The economic geography of Europe is undergoing a tectonic shift. As high-tax countries slow down, low-tax countries are quickly adding knowledge-intensive jobs. Institutional pressure for reforms has emerged in some of these once-dominant, high-tax nations. While in the U.S., policymakers often assume that European nations demonstrate that competitiveness can coexist with high taxes, Europe’s recent experience in fact points in the other direction.
Sweden has long been the leading knowledge economy in the European Union, but other nations, from Ireland to the Netherlands, are catching up. Since 2017, the Brain Business Jobs project has mapped out the geography of knowledge-intensive jobs in Europe. The index, published by our organizations, includes 31 nations and 277 regions in Europe and measures the share of the working-age population (aged 15–64) currently employed in highly knowledge-intensive companies. In 2022, the index found that 10.1 percent of Swedes have so-called “brain business jobs”: the highest figure within the European Union. In Europe, Sweden loses only to Switzerland (10.7 percent).
Change is upon us. Ireland, until a few generations ago relatively poor and underdeveloped, has caught up with Sweden. The Netherlands, a welfare state with moderate tax levels, is also reducing the gap with Sweden. Tax and welfare policies are driving this divergence in economic progress and shifting the distribution of knowledge-intensive jobs.
The trend becomes even clearer from comparisons between capital regions. In the first Brain Business Jobs Index, conducted in 2017, Stockholm found itself in second place in Europe, just short of Bratislava, the capital of Slovakia. In 2023, Budapest has the highest share of knowledge-intensive jobs, followed by Bratislava, Prague, Upper Bavaria, Paris, and then Stockholm.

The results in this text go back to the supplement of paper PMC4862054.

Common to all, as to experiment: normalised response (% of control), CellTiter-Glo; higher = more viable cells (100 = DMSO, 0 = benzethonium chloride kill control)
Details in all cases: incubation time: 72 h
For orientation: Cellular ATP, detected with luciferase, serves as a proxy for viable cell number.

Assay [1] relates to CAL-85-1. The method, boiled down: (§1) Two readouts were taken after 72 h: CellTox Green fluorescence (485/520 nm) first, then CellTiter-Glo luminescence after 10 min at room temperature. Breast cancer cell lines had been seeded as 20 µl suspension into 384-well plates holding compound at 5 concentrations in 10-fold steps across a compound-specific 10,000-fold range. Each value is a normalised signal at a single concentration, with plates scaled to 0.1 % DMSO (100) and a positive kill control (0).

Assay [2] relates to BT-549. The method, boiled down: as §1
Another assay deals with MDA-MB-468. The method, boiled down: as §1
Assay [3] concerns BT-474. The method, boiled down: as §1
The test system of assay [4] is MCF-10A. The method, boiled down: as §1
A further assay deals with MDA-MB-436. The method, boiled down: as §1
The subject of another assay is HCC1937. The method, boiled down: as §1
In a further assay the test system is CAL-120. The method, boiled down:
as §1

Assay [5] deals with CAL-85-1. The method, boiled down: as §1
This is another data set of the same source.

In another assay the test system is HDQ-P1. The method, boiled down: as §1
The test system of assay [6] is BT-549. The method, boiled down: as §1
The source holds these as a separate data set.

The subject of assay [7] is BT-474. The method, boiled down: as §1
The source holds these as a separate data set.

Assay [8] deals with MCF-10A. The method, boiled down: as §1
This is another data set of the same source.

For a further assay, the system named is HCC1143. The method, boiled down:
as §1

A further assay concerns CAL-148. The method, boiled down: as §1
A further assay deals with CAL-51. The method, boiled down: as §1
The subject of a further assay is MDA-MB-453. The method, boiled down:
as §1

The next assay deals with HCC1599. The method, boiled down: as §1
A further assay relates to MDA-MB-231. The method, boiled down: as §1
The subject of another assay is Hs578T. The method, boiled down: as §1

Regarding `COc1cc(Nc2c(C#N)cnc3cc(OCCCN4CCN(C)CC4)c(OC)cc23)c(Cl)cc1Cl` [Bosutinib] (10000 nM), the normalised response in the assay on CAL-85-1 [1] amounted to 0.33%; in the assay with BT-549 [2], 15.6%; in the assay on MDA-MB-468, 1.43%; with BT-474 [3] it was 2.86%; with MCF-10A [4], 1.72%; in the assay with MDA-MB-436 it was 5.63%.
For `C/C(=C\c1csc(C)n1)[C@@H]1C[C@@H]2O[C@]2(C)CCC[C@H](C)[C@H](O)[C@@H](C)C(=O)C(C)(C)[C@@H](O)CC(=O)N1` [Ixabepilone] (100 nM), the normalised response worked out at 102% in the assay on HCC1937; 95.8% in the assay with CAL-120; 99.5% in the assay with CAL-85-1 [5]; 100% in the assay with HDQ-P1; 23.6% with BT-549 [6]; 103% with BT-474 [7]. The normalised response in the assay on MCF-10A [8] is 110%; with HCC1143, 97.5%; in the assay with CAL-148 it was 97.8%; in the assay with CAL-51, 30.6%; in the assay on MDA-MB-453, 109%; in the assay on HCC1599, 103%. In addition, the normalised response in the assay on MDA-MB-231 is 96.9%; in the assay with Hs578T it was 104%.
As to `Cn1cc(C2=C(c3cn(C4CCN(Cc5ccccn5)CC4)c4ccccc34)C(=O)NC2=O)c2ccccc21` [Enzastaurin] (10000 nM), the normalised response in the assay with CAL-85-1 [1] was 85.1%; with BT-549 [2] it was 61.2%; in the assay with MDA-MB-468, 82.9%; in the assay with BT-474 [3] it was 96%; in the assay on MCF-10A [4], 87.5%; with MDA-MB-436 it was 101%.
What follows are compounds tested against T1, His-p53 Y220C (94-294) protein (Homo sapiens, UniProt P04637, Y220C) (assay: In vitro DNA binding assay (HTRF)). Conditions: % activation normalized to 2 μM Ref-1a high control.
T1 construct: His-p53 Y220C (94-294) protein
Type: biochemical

Nations in Eastern and Southern Europe are catching up. The capital cities in Eastern Europe have twice as many knowledge-intensive jobs as the ones in the Nordic countries. The capital cities in Southern Europe together have more than 2.4 million knowledge-intensive jobs. This is far more than the 1.6 million jobs recorded in the capital cities in Western Europe. The study finds that the nations with the highest growth rates all seem to have relatively low tax rates, and vice versa. More than one-third of the variation can be explained by the variance in tax levels as a share of GDP. Between 2014 and 2022, the relative increase of these jobs was 62 percent in Lithuania and Cyprus. In addition, Portugal, Romania, Hungary, and Bulgaria all recorded growth rates above 50 percent. At the same time, some of the continent’s largest economies, all with rather high taxes, continued to struggle: Germany (28 percent), the U.K. (16 percent), and France (9 percent).
Different incentives explain disparate performance. Nations with high taxes offer little inducement to become an engineer or researcher. In Sweden, for instance, the financial advantages from climbing the ranks are small because of taxes. Eastern Europe’s success owes much to strong incentives and educational investment: high numbers of recent graduates within growing fields attract cutting-edge companies and pave the way for high concentrations of knowledge-intensive jobs.
In many ways, Sweden has a higher level of economic freedom than most other nations. The Index of Economic Freedom lists all the Nordic countries ahead of the U.S., for instance. Sweden remains Europe’s leading knowledge economy. Yet high taxes still impede economic vitality, the creation of brain business jobs, and GDP growth. What sets Sweden apart from other developed economies is that it spends a high share of total economic output on government administration. By reducing bureaucracy, Sweden could reduce tax levels and, accordingly, grow its tax base.
The European case study serves as a friendly reminder for American policymakers. In the U.S., prominent tech companies have departed famous innovation hubs to establish themselves in states with lower taxes; the risk of more government intervention also looms for countries considering overseas operations.
Cooperation and institutional competition have long been key ingredients in Europe’s success. But as growth shifts to the East and South, governments in Western and Northern Europe face pressure to adopt business-friendly policies and encourage more people to pursue careers in STEM. The U.S. can learn from Europe: progress will continue largely in those locales that offer the best conditions for future growth.
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